Psychiatric Database for Writers: Obsessive Compulsive Disorder (OCD)

Obsessive Compulsive Disorder (OCD) affects approximately one in every fifty persons. Individuals with this disorder have problems with certain kinds of thoughts (called obsessions) and behaviors (called compulsions).

What is an obsession? 

The term “obsession” refers to distressing thoughts or psychic images that are repetitive in nature and difficult to get rid of. The more the sufferer tries to avoid them, the worse they become. These thoughts are always unwanted. The patient recognizes his obsession as excessive but can’t stop the cycle.  You’ll find examples below.

Obsessions strike where one is most vulnerable.   

A priest experiences distressing, sacrilegious thoughts (for example, a repeated mantra like “I hate God”) and/or images (doing horrible things to a nun)

A mother can’t stop thinking, “I hope my son dies today.” She knows the thought isn’t true – she loves her son, would do anything for him — but can’t seem to turn it off.

Obsessions can be the “norm” taken to an extreme. 

A student thinks it’s a good idea to wash his hands before eating (normal).

Another student worries about contamination so much that he washes his hands every fifteen minutes, leaving them chapped and red.  He knows it’s a problem but can’t stop.

What are compulsions? 

If obsessions describe what a person thinks, compulsions describe what one does. A compulsion is a strong, usually irresistible impulse to perform an action or behavior, especially when that action is senseless or contrary to one’s will.  See below for examples.

Compulsions must be acted on to avoid anxiety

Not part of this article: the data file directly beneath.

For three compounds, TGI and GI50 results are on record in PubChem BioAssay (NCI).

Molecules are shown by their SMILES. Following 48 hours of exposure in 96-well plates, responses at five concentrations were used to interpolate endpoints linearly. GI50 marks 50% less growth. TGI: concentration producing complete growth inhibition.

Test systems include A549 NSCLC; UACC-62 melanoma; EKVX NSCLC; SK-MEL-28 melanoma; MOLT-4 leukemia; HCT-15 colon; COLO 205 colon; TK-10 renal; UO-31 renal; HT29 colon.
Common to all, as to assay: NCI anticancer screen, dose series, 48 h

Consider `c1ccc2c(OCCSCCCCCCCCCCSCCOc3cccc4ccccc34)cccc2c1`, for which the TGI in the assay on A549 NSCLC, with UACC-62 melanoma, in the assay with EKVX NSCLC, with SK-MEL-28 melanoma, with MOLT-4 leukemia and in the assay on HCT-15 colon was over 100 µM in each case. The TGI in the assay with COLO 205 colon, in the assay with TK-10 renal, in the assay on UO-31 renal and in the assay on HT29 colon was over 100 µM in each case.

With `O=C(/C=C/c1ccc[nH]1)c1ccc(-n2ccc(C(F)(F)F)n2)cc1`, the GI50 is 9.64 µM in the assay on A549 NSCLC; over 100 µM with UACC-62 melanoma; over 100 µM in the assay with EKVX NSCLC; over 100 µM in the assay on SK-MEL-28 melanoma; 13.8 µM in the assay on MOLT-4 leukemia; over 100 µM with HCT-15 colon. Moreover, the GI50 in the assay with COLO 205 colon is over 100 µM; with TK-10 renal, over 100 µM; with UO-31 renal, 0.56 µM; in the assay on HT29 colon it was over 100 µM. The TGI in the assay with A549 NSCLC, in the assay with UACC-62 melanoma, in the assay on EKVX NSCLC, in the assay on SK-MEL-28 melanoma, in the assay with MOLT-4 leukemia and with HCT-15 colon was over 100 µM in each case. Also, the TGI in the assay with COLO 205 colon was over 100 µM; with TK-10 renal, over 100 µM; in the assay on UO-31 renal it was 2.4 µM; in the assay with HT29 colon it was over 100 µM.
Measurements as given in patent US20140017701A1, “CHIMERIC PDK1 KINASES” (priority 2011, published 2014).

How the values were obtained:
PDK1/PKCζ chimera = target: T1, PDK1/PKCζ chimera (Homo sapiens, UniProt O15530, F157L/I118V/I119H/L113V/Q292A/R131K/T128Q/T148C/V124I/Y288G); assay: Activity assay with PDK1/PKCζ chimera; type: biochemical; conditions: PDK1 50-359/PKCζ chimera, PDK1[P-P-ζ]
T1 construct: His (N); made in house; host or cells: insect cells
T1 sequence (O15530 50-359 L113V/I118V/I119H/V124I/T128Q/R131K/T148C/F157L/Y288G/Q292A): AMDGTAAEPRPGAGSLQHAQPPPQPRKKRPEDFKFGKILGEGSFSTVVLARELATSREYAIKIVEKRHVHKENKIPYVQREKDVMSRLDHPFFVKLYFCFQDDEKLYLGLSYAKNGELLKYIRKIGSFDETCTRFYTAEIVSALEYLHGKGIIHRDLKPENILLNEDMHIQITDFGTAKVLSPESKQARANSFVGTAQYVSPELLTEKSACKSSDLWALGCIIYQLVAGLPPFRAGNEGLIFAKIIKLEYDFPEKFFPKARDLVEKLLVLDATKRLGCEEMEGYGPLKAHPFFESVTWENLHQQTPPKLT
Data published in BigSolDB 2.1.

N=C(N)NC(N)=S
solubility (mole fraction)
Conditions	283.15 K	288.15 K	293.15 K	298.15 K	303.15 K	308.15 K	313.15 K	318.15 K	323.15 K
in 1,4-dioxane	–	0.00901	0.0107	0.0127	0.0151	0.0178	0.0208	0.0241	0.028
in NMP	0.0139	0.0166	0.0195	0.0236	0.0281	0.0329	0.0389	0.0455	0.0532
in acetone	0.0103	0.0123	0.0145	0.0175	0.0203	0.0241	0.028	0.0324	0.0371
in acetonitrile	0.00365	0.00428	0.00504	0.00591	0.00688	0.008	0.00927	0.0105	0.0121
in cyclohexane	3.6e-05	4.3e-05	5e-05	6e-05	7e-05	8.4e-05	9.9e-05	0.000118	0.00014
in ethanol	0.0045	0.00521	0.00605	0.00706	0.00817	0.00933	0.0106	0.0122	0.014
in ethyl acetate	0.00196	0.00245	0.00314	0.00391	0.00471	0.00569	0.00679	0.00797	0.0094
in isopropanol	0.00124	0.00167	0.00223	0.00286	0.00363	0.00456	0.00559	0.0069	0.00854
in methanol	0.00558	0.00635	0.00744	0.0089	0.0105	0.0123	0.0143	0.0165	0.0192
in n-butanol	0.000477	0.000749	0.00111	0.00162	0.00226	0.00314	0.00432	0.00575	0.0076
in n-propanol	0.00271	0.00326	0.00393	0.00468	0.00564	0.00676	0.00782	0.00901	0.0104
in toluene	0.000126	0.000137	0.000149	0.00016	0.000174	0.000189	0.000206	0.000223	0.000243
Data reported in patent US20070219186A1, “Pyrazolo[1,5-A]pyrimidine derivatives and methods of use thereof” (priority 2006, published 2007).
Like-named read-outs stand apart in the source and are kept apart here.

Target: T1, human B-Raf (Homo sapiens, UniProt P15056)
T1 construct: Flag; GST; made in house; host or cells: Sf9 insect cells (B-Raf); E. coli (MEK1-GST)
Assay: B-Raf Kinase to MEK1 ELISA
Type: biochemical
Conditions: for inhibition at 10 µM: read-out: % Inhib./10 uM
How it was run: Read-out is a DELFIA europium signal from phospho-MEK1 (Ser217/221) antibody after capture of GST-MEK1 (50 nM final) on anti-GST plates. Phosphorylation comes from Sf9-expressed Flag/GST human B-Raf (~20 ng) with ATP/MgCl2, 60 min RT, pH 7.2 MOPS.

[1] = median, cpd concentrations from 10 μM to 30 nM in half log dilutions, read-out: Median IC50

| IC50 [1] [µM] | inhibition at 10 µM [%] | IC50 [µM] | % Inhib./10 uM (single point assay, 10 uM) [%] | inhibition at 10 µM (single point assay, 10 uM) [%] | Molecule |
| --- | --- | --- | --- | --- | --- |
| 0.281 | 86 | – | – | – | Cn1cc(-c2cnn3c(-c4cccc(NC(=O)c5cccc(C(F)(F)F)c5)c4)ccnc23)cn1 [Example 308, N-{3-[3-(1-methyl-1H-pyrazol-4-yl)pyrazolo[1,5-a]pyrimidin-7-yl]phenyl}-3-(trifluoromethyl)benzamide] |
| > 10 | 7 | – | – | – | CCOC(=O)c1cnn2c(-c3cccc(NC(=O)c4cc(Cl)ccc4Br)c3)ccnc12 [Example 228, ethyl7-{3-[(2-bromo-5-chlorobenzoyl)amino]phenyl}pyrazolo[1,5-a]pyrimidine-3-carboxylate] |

A woman needs to drive around the block five times before parking in her garage.  She knows the compulsion is senseless, but she can’t go on with her day until she does it.

Every night, before going to bed, a man checks and rechecks all household windows and doors to make sure everything is locked – but finds he must check window and door FIFTEEN separate times before he feels comfortable enough to climbs into bed.

Compulsions can be experienced as a way to “undo” an obsession  

A child believes she needs to count to 100 every day after school, or else her mother will have an accident on the way to pick her up and never be seen again.

A man struggles with intense, persistent unwanted thoughts about killing his family, something he would never do.  The obsession is extremely distressing but is countered each day when he says the Our Father prayer twenty-five times in a row.

An aside…

An addict has a strong, irresistible impulse to use drugs.  Is that a compulsion?

It’s easy to confuse the two: both describe the irresistible impulse to perform a certain behavior, right?  Nope.  The difference lies in the type of impulse and type of end-point, or action.  An addict’s impulse to use is driven by a good feeling, anticipation, as they know there’s something pleasant up ahead if they give into the impulse.  Addicts use drugs because the action of using brings pleasure.  An individual with OCD isn’t driven by something pleasurable — the end-point has nothing to do with pleasure.  Quite the opposite: people with OCD perform compulsions to avoid suffering, and the end-point (the compulsion) is typically a senseless, time-consuming, embarrassing tasks that must be performed to avoid anxiety.  

What is the typical treatment for OCD?

Treatment typically includes medications and Cognitive Behavioral Therapy (CBT), usually a combination of both.  Brain surgery can be helpful for individuals with severe, treatment-refractory OCD. (There are also various self-help techniques available in bookstores and online, though I won’t go into this.)

Medications are key. 

Although we don’t understand the exact mechanism, some antidepressants  have been shown to be extremely helpful for individuals with OCD.  The most frequently prescribed medication for this particular disorder are Luvoxamine and Clomipramine.  Individuals usually require very high doses.  Sedatives like Klonopin or Xanax can be helpful with anxiety and panic, but are best used short-term.